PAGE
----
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  4. Michele – I have made many kinds of cornbread & corn muffins & cornmeal pancakes (which sound slightly similar) but I’ve never fried it like your recipe. Sounds good to give it a try! Since baked cornbread can be dry, I often add creamed corn or carmelized onions to the batter to moisten it up. I also like to use stone ground – & sometimes mix 1/2 & 1/2 with yellow cornmeal. Oh dear, this talk of cornbread is making me hungry for midnight snack!! Blessings! 😋🌷😋🌷

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  5. Cornmeal, salt, and water? Why, I know what that is. It’s hoe cake! Do you know the song? Some say field workers used to take meal, salt and water to the fields, and bake their “hoe cake” by punching a hole in the coals with the handle of their hoe. Here’s the song for you. (I hope — we’ll give it a try.)

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  6. I’m amused at how many of your readers, like me, were curious about fired cornbread. I’ve wondered since the first time you mentioned it in a post, but had never thought to ask. I am going to try this Sunday morning when I usually treat myself to biscuits. I know if I make it right — and with your instructions I think I can — I will love it. I’ll let you know.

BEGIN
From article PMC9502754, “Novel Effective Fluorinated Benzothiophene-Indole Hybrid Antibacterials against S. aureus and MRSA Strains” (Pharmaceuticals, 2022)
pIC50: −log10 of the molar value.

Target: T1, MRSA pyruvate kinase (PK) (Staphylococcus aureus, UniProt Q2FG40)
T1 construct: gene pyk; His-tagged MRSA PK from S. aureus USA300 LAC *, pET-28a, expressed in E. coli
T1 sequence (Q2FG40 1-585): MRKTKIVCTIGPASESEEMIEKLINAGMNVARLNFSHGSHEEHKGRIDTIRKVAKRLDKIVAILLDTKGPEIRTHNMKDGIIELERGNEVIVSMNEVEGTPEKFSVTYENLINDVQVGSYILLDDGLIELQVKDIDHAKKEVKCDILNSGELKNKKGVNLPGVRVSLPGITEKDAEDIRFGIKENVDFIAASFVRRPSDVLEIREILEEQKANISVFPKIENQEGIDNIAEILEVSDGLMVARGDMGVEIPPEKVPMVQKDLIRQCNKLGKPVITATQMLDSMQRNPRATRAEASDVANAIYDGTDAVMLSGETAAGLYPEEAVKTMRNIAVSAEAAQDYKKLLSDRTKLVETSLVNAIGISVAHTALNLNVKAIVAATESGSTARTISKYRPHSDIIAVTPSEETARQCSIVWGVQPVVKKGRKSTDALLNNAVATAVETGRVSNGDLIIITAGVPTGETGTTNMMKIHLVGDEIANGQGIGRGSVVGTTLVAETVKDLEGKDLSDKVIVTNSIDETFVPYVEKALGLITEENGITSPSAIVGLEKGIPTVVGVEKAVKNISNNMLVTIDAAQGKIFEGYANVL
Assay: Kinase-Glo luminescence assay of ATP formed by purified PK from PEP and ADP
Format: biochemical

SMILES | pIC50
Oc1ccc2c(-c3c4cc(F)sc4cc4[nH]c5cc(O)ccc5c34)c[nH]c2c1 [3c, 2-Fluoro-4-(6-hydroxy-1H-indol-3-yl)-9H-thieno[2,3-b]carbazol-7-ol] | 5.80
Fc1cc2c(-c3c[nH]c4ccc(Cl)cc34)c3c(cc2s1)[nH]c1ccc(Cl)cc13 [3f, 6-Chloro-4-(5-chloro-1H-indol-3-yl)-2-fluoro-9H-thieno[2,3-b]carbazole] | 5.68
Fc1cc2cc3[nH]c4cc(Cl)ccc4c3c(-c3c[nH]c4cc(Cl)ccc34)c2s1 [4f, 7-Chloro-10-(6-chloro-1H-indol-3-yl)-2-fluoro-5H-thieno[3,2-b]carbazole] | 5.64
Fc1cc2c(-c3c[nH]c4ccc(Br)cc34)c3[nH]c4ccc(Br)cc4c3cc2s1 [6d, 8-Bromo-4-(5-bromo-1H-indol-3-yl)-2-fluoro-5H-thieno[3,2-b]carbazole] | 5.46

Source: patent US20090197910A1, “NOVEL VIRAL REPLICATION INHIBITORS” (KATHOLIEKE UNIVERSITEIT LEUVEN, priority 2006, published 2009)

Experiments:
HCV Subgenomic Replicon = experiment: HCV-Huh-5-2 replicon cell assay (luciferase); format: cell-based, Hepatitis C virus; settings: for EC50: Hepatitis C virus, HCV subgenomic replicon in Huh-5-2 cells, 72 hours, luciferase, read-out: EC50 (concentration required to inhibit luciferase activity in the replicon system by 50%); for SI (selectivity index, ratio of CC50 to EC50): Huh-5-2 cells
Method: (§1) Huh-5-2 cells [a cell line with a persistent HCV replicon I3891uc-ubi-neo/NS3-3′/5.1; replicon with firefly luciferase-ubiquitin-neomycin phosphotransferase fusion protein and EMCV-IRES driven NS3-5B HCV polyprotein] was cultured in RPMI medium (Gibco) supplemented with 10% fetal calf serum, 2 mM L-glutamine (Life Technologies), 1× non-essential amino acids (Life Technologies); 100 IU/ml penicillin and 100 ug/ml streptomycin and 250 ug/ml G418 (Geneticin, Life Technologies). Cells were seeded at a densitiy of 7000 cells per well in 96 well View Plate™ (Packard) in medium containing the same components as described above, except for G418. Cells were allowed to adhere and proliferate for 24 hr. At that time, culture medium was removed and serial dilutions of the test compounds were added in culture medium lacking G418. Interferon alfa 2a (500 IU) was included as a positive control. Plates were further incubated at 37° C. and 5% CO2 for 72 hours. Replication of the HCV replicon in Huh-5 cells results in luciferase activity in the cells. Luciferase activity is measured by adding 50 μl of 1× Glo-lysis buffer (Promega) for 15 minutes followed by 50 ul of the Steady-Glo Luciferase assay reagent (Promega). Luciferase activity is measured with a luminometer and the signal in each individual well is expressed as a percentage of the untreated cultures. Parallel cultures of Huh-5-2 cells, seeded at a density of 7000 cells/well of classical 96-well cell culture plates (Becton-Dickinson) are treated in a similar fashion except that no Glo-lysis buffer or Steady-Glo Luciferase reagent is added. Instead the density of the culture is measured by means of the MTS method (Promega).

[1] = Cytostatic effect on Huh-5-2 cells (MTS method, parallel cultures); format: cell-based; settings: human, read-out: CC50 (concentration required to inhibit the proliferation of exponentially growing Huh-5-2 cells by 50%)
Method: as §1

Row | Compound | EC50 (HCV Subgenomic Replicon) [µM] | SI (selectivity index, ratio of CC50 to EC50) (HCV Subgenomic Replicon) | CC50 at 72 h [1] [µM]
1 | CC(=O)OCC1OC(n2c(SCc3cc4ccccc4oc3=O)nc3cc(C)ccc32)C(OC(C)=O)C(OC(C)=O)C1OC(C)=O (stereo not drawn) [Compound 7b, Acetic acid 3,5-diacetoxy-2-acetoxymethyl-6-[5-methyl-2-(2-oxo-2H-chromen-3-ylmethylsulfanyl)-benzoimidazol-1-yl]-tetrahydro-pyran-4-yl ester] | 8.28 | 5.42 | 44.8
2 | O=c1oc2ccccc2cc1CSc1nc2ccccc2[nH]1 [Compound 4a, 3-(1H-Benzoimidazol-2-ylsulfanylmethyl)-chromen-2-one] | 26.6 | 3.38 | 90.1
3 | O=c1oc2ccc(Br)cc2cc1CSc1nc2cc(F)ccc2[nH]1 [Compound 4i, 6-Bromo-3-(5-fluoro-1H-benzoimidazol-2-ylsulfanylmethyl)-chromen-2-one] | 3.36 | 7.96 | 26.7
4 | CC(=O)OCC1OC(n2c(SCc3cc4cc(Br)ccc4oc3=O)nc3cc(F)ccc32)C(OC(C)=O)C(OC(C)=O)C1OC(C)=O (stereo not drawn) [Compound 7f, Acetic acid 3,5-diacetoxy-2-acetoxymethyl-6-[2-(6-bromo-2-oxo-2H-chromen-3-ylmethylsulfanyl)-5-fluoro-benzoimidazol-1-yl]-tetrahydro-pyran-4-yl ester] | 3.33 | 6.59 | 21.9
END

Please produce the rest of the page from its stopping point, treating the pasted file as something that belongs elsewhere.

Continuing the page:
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  7. Fried cornbread sounds good! I admit I’ve never liked the traditional kind much, but that was probably because I haven’t had good cornbread. My cousin served it once, but it was so moist it had to be eaten with a spoon. Somehow, I didn’t think that was quite right.

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  8. It is going to get to 18 here tonite….cornbread is sounding really good! I am not sure how my husband would take to having pepper in his cornbread. He is very partial to baking it and slathering it with butter and syrup. That may be because he loves anything sweet!